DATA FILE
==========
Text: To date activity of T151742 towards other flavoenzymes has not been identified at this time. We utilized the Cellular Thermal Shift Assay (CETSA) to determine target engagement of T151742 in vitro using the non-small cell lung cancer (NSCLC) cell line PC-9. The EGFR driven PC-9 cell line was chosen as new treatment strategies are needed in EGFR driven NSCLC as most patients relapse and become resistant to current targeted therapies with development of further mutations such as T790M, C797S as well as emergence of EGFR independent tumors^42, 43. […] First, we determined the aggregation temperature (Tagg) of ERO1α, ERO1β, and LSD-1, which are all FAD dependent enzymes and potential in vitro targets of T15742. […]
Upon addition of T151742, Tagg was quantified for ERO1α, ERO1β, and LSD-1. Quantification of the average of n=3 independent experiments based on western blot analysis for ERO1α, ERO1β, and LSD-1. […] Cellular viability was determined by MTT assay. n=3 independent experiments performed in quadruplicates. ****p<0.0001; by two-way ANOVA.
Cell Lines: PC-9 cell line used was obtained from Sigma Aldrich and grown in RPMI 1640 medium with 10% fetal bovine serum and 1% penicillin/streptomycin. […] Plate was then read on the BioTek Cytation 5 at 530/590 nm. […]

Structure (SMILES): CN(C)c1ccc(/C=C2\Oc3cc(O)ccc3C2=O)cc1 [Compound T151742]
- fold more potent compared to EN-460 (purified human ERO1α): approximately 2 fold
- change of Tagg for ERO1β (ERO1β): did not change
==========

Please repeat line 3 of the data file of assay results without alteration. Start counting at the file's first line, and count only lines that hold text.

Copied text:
Cell Lines: PC-9 cell line used was obtained from Sigma Aldrich and grown in RPMI 1640 medium with 10% fetal bovine serum and 1% penicillin/streptomycin. […] Plate was then read on the BioTek Cytation 5 at 530/590 nm. […]